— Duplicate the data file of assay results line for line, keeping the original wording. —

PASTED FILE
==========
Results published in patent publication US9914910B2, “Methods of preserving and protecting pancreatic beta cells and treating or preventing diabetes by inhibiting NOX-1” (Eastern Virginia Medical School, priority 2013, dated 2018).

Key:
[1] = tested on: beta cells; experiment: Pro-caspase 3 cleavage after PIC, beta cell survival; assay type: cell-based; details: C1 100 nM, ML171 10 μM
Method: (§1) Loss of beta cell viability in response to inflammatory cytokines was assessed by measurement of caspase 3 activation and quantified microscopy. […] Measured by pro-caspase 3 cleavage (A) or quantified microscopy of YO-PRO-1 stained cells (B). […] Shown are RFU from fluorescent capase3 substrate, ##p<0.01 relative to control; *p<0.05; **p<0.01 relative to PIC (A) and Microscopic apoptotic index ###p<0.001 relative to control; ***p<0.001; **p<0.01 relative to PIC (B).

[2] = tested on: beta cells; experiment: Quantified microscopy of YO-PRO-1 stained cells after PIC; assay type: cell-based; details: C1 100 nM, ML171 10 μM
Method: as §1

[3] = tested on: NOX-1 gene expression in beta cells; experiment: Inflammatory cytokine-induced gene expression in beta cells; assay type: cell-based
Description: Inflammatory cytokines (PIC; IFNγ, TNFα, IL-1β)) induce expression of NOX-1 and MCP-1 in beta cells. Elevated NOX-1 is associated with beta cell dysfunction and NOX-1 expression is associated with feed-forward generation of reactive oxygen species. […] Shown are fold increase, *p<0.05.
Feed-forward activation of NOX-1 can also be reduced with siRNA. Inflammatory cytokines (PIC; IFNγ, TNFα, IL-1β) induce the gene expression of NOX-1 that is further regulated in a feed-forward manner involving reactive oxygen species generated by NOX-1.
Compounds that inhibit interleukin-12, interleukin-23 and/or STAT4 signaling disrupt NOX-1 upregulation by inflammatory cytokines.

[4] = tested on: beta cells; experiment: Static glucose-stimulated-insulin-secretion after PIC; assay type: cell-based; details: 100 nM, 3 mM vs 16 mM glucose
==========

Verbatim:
Results published in patent publication US9914910B2, “Methods of preserving and protecting pancreatic beta cells and treating or preventing diabetes by inhibiting NOX-1” (Eastern Virginia Medical School, priority 2013, dated 2018).

Key:
[1] = tested on: beta cells; experiment: Pro-caspase 3 cleavage after PIC, beta cell survival; assay type: cell-based; details: C1 100 nM, ML171 10 μM
Method: (§1) Loss of beta cell viability in response to inflammatory cytokines was assessed by measurement of caspase 3 activation and quantified microscopy. […] Measured by pro-caspase 3 cleavage (A) or quantified microscopy of YO-PRO-1 stained cells (B). […] Shown are RFU from fluorescent capase3 substrate, ##p<0.01 relative to control; *p<0.05; **p<0.01 relative to PIC (A) and Microscopic apoptotic index ###p<0.001 relative to control; ***p<0.001; **p<0.01 relative to PIC (B).

[2] = tested on: beta cells; experiment: Quantified microscopy of YO-PRO-1 stained cells after PIC; assay type: cell-based; details: C1 100 nM, ML171 10 μM
Method: as §1

[3] = tested on: NOX-1 gene expression in beta cells; experiment: Inflammatory cytokine-induced gene expression in beta cells; assay type: cell-based
Description: Inflammatory cytokines (PIC; IFNγ, TNFα, IL-1β)) induce expression of NOX-1 and MCP-1 in beta cells. Elevated NOX-1 is associated with beta cell dysfunction and NOX-1 expression is associated with feed-forward generation of reactive oxygen species. […] Shown are fold increase, *p<0.05.
Feed-forward activation of NOX-1 can also be reduced with siRNA. Inflammatory cytokines (PIC; IFNγ, TNFα, IL-1β) induce the gene expression of NOX-1 that is further regulated in a feed-forward manner involving reactive oxygen species generated by NOX-1.
Compounds that inhibit interleukin-12, interleukin-23 and/or STAT4 signaling disrupt NOX-1 upregulation by inflammatory cytokines.

[4] = tested on: beta cells; experiment: Static glucose-stimulated-insulin-secretion after PIC; assay type: cell-based; details: 100 nM, 3 mM vs 16 mM glucose